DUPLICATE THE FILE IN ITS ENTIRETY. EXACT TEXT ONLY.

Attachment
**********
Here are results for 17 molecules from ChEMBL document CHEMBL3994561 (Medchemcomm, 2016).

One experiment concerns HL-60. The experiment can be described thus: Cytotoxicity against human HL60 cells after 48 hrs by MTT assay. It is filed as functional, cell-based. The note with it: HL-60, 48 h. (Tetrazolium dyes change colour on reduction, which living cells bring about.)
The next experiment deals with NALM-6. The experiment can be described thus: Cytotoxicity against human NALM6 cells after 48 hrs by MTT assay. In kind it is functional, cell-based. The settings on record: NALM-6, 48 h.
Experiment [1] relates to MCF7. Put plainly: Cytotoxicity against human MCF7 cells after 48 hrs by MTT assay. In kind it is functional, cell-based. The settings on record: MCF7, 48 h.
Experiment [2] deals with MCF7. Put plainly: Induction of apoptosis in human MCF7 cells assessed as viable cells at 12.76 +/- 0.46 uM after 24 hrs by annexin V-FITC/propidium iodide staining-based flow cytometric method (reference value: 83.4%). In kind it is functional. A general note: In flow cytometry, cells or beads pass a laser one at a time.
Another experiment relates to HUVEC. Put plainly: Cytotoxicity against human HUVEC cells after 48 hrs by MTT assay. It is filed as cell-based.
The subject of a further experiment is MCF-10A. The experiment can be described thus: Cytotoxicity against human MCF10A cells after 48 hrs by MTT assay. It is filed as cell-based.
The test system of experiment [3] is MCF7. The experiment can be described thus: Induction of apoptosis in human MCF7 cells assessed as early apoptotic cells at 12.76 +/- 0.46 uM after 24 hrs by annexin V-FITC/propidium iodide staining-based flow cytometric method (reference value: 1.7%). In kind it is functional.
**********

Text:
Here are results for 17 molecules from ChEMBL document CHEMBL3994561 (Medchemcomm, 2016).

One experiment concerns HL-60. The experiment can be described thus: Cytotoxicity against human HL60 cells after 48 hrs by MTT assay. It is filed as functional, cell-based. The note with it: HL-60, 48 h. (Tetrazolium dyes change colour on reduction, which living cells bring about.)
The next experiment deals with NALM-6. The experiment can be described thus: Cytotoxicity against human NALM6 cells after 48 hrs by MTT assay. In kind it is functional, cell-based. The settings on record: NALM-6, 48 h.
Experiment [1] relates to MCF7. Put plainly: Cytotoxicity against human MCF7 cells after 48 hrs by MTT assay. In kind it is functional, cell-based. The settings on record: MCF7, 48 h.
Experiment [2] deals with MCF7. Put plainly: Induction of apoptosis in human MCF7 cells assessed as viable cells at 12.76 +/- 0.46 uM after 24 hrs by annexin V-FITC/propidium iodide staining-based flow cytometric method (reference value: 83.4%). In kind it is functional. A general note: In flow cytometry, cells or beads pass a laser one at a time.
Another experiment relates to HUVEC. Put plainly: Cytotoxicity against human HUVEC cells after 48 hrs by MTT assay. It is filed as cell-based.
The subject of a further experiment is MCF-10A. The experiment can be described thus: Cytotoxicity against human MCF10A cells after 48 hrs by MTT assay. It is filed as cell-based.
The test system of experiment [3] is MCF7. The experiment can be described thus: Induction of apoptosis in human MCF7 cells assessed as early apoptotic cells at 12.76 +/- 0.46 uM after 24 hrs by annexin V-FITC/propidium iodide staining-based flow cytometric method (reference value: 1.7%). In kind it is functional.